Redington Views Minor Employment as Major Victory : Baseball: Stint with Lake Elsinore puts former Times Orange County player of the year back in professional baseball.


Tom Redington walked into the clubhouse at the Lake Elsinore Diamond for the first time, took a quick look around and knew he was home.

OK, so the locker stalls in the new stadium weren’t finished yet. So there was no hot water in the showers. So his teammates thought he was old enough to be Crash Davis.

Big deal.

He was playing baseball for a living again. It’s good work if you can get it. Redington had been away from the game long enough to remember that.


Redington once was a can’t-miss prospect, The Times Orange County high school player of the year in 1987, who seemed destined for the major leagues. Everyone said so, and Redington was the firmest believer.

After all, hadn’t he batted .366 with nine home runs and 30 runs batted in as a senior at Esperanza? Hadn’t he homered in Dodger Stadium in the 1986 Southern Section 4-A championship game? Hadn’t he hit .442 with 10 homers and 42 RBIs as a junior?

But that was long before struggling in the minors, before playing for three organizations in three seasons and before the Chicago White Sox released him last year.

He was out of baseball from March 31 to Nov. 18, when the Angels took a chance and signed him. The easiest thing in the world would have been to walk away when the White Sox cut him, but Redington didn’t see it that way.

He wanted another chance to prove he could still play.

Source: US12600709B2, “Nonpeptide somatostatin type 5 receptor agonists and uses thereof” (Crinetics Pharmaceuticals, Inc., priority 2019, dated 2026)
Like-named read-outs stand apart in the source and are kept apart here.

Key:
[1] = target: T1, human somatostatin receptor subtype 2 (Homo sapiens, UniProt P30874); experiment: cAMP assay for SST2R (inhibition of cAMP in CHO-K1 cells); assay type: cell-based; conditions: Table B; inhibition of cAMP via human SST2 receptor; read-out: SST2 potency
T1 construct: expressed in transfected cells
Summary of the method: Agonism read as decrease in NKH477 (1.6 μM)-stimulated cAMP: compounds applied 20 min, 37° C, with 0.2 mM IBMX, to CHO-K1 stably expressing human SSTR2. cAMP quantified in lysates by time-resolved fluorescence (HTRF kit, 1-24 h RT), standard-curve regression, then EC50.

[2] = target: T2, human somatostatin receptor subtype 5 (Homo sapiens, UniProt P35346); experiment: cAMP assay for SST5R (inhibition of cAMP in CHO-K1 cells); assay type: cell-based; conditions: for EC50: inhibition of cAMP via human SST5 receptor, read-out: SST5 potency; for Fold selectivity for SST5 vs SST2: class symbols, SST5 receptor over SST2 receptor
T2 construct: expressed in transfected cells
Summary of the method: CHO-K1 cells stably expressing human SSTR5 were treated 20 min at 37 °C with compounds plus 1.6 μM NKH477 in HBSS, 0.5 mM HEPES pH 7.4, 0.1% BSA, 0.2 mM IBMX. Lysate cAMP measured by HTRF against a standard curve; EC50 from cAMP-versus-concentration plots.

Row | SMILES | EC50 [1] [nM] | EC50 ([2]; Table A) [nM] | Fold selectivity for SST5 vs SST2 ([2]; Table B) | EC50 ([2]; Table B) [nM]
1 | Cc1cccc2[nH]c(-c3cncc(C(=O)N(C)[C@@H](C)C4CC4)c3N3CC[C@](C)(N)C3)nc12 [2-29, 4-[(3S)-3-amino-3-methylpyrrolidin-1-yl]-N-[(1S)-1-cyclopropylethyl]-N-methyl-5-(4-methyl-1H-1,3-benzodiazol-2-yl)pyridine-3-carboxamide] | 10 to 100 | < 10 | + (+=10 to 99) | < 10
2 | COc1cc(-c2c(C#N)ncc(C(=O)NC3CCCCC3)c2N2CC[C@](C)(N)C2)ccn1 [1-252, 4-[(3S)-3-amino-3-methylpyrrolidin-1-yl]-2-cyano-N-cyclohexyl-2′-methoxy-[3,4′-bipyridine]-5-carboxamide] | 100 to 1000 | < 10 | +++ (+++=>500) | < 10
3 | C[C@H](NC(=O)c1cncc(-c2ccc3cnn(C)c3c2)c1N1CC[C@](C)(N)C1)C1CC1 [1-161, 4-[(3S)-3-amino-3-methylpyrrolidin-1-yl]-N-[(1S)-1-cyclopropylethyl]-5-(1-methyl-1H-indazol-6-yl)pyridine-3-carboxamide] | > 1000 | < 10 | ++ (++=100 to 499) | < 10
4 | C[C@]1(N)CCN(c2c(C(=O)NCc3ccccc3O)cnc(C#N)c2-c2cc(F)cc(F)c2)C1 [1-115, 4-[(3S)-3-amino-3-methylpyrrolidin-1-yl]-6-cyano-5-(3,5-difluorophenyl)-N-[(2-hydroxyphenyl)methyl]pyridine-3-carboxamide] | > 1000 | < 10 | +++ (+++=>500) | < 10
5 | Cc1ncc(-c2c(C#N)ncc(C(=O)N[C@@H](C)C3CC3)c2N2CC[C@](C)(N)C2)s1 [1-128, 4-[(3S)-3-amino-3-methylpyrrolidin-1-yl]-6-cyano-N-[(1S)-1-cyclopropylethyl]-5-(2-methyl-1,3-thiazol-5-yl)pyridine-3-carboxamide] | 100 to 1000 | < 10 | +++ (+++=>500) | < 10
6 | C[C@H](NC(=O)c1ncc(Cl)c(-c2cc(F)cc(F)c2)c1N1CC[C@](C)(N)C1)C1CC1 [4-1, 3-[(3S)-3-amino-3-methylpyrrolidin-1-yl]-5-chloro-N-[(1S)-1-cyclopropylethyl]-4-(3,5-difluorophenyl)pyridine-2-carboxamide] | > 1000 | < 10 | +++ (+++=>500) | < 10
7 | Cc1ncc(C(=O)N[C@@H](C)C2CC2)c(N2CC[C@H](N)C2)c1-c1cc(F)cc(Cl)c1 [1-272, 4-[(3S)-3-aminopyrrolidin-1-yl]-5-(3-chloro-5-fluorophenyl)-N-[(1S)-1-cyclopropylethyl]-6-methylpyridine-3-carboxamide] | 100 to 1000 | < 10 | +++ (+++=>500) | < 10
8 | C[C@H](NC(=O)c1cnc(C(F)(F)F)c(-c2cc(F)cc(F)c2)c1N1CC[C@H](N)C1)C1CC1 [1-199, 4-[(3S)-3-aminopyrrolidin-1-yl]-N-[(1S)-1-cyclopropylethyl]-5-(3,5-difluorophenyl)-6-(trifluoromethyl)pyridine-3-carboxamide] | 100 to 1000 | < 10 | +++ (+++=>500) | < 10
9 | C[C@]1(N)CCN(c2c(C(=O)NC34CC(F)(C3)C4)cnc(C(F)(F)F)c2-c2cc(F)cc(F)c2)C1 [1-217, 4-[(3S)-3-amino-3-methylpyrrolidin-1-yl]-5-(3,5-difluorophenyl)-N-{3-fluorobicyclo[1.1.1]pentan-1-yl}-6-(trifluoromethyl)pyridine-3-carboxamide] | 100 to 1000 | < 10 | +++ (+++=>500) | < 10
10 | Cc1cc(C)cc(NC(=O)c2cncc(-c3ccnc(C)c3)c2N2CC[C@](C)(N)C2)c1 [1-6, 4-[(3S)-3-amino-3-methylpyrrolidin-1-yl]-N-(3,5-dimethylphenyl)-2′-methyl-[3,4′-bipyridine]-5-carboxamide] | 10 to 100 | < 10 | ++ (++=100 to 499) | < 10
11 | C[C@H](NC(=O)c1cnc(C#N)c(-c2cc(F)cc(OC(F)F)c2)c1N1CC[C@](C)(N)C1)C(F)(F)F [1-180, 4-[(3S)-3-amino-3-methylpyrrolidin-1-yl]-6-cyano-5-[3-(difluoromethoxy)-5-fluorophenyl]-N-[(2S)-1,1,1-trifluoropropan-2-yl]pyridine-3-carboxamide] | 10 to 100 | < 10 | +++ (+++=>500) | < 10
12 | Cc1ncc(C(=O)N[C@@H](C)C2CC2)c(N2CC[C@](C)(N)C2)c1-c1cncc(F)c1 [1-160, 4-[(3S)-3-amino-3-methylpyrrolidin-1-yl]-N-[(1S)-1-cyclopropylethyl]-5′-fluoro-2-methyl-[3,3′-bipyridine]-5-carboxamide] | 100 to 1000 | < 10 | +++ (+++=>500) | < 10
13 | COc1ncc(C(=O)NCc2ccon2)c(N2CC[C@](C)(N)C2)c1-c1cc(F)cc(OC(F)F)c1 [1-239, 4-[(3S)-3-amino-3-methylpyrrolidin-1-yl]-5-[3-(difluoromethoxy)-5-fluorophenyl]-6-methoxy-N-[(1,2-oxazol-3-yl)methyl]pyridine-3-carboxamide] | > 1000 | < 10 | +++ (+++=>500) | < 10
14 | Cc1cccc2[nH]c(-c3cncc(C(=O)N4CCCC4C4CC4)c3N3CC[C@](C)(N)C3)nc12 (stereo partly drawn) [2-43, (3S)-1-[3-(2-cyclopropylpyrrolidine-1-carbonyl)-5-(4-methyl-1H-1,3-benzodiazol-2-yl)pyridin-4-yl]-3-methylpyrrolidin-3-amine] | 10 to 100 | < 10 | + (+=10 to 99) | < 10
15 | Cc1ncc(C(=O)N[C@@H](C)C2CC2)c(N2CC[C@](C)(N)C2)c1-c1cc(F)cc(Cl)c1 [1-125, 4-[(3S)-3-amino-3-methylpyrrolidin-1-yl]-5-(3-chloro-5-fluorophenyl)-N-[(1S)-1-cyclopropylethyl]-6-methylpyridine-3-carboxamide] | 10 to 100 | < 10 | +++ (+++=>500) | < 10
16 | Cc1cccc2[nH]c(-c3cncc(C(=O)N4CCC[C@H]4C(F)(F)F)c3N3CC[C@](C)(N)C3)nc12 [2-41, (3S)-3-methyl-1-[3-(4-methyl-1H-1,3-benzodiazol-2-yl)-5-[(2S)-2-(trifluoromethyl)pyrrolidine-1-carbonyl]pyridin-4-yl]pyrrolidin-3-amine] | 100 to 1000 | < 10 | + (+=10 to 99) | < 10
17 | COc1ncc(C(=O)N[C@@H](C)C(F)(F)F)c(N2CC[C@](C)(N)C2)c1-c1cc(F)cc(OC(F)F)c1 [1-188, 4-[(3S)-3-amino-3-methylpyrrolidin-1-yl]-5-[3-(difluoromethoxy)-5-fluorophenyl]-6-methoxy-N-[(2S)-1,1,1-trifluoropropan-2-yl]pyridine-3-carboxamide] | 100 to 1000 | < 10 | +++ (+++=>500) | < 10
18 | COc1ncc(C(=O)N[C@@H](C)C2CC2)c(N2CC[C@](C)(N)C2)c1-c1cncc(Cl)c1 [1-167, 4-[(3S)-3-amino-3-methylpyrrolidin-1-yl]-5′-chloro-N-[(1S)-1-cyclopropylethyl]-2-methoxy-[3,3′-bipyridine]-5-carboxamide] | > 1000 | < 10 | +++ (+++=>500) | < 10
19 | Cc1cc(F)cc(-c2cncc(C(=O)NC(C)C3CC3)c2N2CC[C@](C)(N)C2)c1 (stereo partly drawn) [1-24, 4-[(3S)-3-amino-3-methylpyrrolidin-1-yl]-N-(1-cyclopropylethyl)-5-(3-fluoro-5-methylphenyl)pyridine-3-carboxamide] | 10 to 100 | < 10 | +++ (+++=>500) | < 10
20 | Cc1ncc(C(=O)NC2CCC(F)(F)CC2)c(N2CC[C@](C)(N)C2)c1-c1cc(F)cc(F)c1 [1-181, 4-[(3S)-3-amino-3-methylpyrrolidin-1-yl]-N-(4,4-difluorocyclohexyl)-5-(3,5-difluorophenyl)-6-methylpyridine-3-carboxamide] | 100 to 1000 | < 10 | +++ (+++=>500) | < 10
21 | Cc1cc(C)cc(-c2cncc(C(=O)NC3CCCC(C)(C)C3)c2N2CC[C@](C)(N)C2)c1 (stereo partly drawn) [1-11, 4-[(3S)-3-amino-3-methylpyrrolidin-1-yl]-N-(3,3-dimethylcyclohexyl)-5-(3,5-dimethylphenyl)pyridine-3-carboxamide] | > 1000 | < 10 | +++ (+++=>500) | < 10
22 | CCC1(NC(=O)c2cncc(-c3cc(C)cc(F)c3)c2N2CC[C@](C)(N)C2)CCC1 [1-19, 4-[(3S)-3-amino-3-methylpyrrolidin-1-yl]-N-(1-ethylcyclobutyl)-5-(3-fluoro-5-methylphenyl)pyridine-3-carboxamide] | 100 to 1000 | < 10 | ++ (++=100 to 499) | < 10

Now that he has it, he’s noticing the little things he used to take for granted.

“I’d been playing baseball my whole life,” said Redington, 25. “Last summer was the first time since I don’t know when that I didn’t play. Usually, you hate the bus rides. Come August you’re ready to go home. You’re saying, ‘Let’s get the season over with.’

“I don’t think I’ll ever feel that way again. I guess you never know how much you miss something. Even though we’re losing, and we have long bus rides and there’s all the stuff you don’t enjoy, the basic thing is the life is a lot of fun.”


Lake Elsinore, the Angels’ new Class-A affiliate, isn’t far from Anaheim Stadium and the majors, but make no mistake it’s still the bush leagues.

The Storm has won only two of 16 games and is in last place in the California League’s Southern Division. Most of the players are young, with only a season or two of pro experience. And then there’s the unfinished stadium, beautiful only if you don’t look too closely.

“We couldn’t shower the first few home games,” Redington said. “(Without lockers) we had to take our stuff home every night or it would get stolen. Guys had shirts and hats stolen. It was the first time I’d experienced that. There was a rude awakening.”

Redington laughed. He wouldn’t trade this for anything, except perhaps a ticket to double-A Midland.

He hopes he’ll be promoted soon, but for now he’s content merely to be playing again. That he’s playing well is an added bonus.

“I feel pretty good, actually,” said Redington, batting .298 with a .389 on-base percentage and four RBIs in 13 games as a first and third baseman.